The Naira-Dollar equation became a case where the more it changed, the more it stayed the same and therefore never balanced. This, to our astonishment, curbed the cost-driven inflation that pushed the prices of raw materials, including those of vegetables and cocoyam, out of reach for the common man.

The currency crisis situation, in our honest view, could have been better managed and therefore less punitive if the management of the main bank had been less subservient to its selfish payers, an act that we consider quite unfortunate and inadvisable.

The rains in 2022 were exceptionally heavy, but the attendant flooding, described as the worst in a decade, might have been less widespread and devastating if Nigeria were not a country in desperate need of breaking free of itself.

We have it on good authority that the flooding was made worse by the annual release of water from the Cameroonian dam, the impact of which would not have been as severe if Nigeria had honored its agreement with the Cameroonian authorities to build its dam to contain the water released from its dam.

We have come to understand Nigeria as a country where ‘prevention is better than cure’ does not make any sense. It is a country that prefers to spend money on relief materials than to implement mechanisms to prevent the causes of disasters.

At the moment, we are not aware of any plans anywhere in government circles to prevent the 2022 type of flooding that affected some 1,411,051 people from happening again; it displaced another 790,254 and injured some 1,546 of them, according to reports from the Federal Ministry of Humanitarian Affairs, Disaster Management and Social Development.

While 44,099 houses suffered partial damage, another 45,249 suffered full damage. Similarly, 76,168 hectares of farmland were partially damaged and 70,566 hectares were completely destroyed. These, we believe, are reason enough for concern in a country with a deficit of more than 20 million housing units and on the brink of hunger and food insecurity.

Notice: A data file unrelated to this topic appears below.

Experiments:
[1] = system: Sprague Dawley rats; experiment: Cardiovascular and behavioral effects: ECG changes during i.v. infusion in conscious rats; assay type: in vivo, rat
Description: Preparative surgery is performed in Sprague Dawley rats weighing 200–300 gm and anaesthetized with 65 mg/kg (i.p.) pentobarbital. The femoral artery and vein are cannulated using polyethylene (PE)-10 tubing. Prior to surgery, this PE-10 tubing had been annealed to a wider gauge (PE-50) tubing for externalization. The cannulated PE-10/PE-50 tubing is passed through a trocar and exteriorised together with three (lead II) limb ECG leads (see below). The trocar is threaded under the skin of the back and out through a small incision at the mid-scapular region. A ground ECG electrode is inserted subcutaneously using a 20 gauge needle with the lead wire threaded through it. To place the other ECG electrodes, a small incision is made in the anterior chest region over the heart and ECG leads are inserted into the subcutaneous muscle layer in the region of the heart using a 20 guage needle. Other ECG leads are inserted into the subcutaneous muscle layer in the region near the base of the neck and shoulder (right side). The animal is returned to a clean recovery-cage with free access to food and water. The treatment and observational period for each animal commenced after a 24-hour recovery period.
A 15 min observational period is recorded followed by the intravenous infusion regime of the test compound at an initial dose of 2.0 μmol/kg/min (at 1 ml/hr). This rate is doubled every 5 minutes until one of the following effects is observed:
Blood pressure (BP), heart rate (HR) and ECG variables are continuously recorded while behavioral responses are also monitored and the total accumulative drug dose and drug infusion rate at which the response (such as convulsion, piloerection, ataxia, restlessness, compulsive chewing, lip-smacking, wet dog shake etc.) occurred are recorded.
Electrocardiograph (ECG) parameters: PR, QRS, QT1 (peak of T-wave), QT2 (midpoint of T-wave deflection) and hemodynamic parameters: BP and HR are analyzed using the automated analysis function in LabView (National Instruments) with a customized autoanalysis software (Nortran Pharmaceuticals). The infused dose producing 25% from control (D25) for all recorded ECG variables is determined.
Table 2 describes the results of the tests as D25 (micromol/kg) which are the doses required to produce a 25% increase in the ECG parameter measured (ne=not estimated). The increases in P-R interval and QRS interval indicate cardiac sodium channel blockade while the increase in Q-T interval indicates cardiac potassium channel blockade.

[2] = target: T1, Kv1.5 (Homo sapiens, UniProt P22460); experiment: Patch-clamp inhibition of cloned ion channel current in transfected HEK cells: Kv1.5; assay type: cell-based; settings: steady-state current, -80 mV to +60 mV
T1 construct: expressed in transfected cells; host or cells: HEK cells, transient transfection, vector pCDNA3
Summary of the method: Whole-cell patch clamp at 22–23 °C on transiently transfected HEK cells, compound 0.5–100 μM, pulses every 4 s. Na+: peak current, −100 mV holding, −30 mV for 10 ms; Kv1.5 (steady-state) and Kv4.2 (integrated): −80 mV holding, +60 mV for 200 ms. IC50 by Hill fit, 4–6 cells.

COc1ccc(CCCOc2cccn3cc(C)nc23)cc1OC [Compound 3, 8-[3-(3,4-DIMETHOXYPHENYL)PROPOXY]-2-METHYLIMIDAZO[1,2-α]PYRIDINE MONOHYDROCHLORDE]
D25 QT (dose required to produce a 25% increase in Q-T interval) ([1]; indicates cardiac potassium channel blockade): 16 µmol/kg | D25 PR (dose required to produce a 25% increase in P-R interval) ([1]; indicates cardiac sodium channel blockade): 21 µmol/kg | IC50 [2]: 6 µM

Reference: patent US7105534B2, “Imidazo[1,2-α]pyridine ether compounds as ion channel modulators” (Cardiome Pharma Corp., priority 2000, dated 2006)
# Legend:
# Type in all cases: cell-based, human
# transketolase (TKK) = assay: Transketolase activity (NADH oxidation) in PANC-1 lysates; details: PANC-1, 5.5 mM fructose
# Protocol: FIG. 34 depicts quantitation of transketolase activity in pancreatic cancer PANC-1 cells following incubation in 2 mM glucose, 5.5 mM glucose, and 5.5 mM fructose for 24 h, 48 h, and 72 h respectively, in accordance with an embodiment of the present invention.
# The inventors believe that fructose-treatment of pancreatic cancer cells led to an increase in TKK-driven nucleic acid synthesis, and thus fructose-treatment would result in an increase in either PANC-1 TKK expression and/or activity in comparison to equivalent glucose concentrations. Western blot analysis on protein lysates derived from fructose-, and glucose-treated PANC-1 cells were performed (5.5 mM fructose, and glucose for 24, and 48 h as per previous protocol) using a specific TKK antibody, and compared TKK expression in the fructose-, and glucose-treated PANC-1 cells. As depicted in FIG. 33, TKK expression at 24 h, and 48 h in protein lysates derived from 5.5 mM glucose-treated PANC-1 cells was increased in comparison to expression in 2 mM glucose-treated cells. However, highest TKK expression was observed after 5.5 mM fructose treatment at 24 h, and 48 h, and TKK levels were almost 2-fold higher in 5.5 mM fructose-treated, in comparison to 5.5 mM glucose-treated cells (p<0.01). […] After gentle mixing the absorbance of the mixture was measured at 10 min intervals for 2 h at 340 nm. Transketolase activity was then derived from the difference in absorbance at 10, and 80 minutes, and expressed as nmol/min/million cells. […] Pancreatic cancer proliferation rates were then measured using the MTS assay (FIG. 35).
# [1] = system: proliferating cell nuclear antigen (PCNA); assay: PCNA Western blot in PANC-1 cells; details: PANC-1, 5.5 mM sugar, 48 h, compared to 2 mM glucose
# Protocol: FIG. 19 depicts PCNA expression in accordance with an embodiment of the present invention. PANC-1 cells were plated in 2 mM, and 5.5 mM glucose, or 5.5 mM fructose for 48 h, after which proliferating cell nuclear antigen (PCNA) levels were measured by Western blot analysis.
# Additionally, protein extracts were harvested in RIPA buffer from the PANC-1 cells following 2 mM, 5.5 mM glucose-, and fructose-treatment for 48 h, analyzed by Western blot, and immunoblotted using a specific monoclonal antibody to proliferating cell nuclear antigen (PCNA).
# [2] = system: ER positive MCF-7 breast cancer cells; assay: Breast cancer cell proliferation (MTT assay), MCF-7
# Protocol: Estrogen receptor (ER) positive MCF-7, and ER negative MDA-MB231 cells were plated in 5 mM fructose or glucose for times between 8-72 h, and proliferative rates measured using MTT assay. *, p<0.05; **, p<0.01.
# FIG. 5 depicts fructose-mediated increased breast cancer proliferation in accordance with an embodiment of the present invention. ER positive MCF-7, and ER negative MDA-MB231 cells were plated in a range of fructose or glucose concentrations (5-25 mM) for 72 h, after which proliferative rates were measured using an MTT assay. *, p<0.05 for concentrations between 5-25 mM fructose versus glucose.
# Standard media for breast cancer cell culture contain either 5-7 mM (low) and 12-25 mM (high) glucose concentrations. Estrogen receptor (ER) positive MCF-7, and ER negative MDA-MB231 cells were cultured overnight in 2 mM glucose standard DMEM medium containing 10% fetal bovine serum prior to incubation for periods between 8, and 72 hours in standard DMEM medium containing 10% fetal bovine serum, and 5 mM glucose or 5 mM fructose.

Also Read: FM Review in 2022

Like the preacher, we urge fellow Nigerians to “let the troubles of the day suffice for the day” as we look forward to a better tomorrow: let’s look at the promise of 2023 we see in the change we hope will happen if we achieve our goal . do better in electing a new crop of leaders for our country.

With hope assured, 2023 calls. But we believe that this hope can only materialize if we as a people, collectively, make the February 25 elections a project. This time we must make the right decisions because, as William Shakespeare says, “the fault is not with the stars, but with ourselves who are subordinates.”

Too often, people blame bad leadership for Nigeria’s trouble. But there are also bad fans. In our opinion, it’s a bad following that breeds bad leadership. Otherwise, how can a man or woman, young or old, continue to patronize both parents and participants in a government that has destroyed our economy and imposed untold hardship on the people and still wants to go back?

To a large extent, we see 2022 as a metaphor for the aging and decay of the Nigerian government and it behooves us to urge Nigerians to forget whatever they stand for and wait for the new dawn that is only hours and meters away. . It’s Happy New Year from us.